Potter noted that “these forums will hopefully spread the word that discrimination and hatred directed toward others will not be tolerated in West Virginia. Communities are taking proactive measures to protect our schools, neighborhoods and citizens from becoming footholds for gang violence. These forums educate the attendees about the detection of and prevention against gangs, whether a gang is defined as drug dealers protecting their territory, cyber-bullies threatening others on the internet, school yard bullies or those hate groups focused on violence toward specific members of society.”

“We are very pleased for this opportunity to collaborate with the United States Attorney's Office to bring Mr. Leyden's message to our students,” stated Christine A. Ohl-Gigliotti, Ph.D., Dean of Student Development, Wheeling Jesuit University. “His unique message of personal transformation - away from hate and to embracing the diversity found in our world - resonates with Wheeling Jesuit's emphasis on social justice and our commitment to educating students to be ‘men and women for others.’ We're looking forward to a powerful, thought-provoking presentation.”
Tom Hostutler, Lieutenant, West Liberty State College Campus Police, stated, “we work hard at West Liberty to provide students and the community with educational opportunities like this program to pass along true-to-life stories that have an impact. We're looking forward to hearing Mr. Leyden's message."

Other events during Crime Victims’s Rights Week include:

Monday, April 27 INFORMATIONAL FAIR & BLOOD DRIVE YWCA 9:00 - 2:00

An Informational Fair will be held at the YWCA in Wheeling. This event is a joint effort by several local agencies that provide services to victims of crime. These agencies, in addition to many others, will be present to share information and they include: Court Appointed Special Advocates (CASA), Harmony House, the Ohio Brooke Hancock Victim Assistance Program, the Ohio County Prosecutor’s Office, the Sexual Assault Help Center, the United States Attorney’s Office, and the YWCA Family Violence Prevention Program & Racial Justice Program.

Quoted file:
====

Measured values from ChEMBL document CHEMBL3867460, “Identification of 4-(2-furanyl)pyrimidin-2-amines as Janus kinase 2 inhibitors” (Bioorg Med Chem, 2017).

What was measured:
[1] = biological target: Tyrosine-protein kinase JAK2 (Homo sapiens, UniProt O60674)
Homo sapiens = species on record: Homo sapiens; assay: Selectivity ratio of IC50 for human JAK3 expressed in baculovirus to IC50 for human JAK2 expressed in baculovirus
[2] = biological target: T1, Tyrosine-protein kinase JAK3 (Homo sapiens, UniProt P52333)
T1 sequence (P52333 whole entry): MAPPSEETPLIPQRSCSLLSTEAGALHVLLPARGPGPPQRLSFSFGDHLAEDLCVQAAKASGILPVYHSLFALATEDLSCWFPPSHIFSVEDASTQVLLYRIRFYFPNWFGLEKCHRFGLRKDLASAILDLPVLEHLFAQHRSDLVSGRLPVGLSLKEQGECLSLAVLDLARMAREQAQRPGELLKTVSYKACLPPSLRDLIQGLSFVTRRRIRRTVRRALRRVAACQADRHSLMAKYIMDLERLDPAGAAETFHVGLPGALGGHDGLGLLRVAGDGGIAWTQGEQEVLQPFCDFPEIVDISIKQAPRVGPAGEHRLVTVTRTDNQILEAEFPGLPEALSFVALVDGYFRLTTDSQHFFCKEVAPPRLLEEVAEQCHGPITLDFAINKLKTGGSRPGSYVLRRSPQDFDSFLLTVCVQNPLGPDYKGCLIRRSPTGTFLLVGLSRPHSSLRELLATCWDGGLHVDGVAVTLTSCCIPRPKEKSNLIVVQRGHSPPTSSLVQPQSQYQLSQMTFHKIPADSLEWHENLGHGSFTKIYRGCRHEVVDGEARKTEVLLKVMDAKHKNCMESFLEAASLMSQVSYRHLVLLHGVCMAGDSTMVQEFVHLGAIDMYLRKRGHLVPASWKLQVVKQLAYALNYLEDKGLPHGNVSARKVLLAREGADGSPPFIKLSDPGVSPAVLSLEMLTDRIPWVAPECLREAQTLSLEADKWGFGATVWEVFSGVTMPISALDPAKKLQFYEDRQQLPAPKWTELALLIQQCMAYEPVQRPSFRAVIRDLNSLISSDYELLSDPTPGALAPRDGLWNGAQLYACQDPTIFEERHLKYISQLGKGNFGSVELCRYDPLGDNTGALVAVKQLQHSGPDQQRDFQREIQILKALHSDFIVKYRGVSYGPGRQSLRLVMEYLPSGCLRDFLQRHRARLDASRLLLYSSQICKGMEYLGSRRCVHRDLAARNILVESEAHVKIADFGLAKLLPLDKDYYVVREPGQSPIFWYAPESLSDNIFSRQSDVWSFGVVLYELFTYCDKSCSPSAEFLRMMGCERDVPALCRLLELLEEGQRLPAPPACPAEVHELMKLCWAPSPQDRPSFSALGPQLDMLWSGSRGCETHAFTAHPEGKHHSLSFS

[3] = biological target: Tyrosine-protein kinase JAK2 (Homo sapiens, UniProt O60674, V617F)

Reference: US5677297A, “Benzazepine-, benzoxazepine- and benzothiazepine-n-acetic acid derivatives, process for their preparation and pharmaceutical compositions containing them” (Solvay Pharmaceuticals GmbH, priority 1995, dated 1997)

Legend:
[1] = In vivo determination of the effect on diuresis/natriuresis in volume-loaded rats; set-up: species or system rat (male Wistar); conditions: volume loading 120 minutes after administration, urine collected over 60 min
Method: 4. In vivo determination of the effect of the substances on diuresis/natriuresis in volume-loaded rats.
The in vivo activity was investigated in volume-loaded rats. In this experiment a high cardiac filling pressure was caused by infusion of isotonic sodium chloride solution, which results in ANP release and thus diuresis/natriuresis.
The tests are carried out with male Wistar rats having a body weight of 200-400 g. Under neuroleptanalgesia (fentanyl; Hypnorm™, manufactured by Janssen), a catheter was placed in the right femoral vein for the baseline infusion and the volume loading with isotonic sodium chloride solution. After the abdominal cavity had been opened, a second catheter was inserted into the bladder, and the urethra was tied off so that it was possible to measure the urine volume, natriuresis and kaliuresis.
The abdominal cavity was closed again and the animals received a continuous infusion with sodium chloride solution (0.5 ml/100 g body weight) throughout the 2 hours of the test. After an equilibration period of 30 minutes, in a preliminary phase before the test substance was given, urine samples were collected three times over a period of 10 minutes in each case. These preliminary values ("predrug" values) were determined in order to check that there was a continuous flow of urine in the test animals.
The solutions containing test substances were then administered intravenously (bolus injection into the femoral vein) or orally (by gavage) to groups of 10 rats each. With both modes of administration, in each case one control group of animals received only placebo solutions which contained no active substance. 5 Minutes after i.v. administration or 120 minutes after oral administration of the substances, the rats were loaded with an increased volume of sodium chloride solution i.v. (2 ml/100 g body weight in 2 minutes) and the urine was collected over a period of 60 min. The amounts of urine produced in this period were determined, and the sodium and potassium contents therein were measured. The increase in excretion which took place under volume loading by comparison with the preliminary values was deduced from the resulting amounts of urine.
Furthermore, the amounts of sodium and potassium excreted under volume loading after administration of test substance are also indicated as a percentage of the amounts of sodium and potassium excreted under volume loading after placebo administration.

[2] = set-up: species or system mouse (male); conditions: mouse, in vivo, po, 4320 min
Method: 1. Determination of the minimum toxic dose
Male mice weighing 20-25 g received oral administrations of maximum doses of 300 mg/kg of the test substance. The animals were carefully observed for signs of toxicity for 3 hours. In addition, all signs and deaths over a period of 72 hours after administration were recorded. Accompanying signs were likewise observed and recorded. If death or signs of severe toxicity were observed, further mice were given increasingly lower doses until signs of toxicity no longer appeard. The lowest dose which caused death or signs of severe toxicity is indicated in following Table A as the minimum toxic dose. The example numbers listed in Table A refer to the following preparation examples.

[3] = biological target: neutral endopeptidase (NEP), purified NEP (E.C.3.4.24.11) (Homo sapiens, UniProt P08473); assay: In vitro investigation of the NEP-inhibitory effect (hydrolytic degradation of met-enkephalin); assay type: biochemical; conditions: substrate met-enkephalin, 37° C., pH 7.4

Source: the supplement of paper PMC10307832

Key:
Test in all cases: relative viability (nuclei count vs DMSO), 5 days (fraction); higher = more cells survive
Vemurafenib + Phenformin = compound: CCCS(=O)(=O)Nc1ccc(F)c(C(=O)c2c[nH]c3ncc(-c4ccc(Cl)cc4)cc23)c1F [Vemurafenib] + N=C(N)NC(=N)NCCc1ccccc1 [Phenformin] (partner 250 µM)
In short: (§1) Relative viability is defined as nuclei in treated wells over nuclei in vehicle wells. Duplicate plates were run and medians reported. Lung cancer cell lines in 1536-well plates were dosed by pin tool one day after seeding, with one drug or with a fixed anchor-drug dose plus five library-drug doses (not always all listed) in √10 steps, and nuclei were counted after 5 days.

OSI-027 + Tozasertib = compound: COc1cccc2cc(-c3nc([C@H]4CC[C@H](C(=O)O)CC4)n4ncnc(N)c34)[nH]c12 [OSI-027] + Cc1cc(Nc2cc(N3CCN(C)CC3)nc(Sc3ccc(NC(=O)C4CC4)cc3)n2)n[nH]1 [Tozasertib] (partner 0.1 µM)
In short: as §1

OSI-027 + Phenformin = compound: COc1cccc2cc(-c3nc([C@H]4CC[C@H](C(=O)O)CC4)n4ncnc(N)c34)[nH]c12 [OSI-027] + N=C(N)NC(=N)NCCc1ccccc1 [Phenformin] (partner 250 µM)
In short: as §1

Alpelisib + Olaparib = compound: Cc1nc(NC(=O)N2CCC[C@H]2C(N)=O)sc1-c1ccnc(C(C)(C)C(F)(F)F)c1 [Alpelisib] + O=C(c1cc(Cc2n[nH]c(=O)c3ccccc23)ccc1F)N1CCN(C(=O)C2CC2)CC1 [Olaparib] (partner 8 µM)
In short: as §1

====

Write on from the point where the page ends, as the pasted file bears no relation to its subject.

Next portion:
There will be 150 children from the Northern Panhandle Head Start present who will receive educational programs to enhance awareness and prevention. These programs include: “Secrets” presented by Harmony House, “Know What To Do: Good Touch, Bad Touch” presented by Sexual Assault Help Center, “Internet Safety” presented by the United States Attorney’s Office and “Hands Are Not For Hitting” presented by the YWCA Family Violence Prevention Program. Other activities for the children and public will also be available, such as a visit from “Spike” the Nailers Mascot, face painting, and various snacks and games provided by the Division of Corrections. There will be information available for adults as well regarding the Crime Compensation Fund, Domestic Violence, Identity Theft, Internet Safety for Parents, Sexual Assault and general information regarding assistance for crime victims.
The Informational Fair and Blood Drive is open to the public.


A Courage Awards and Law Enforcement Appreciation Ceremony will be held at the Federal Building in Wheeling on April 28, 2009. The awards, being presented for the first time this year, will recognize the courage displayed by several victims and/or their families involved in several criminal cases prosecuted in federal court, and also honor the law enforcement officers who brought justice to those victims.

For more information on any of the events, please call Chris Mehler Frizzell, Victim Witness Coordinator at the United States Attorney’s Office at (304) 234-0100.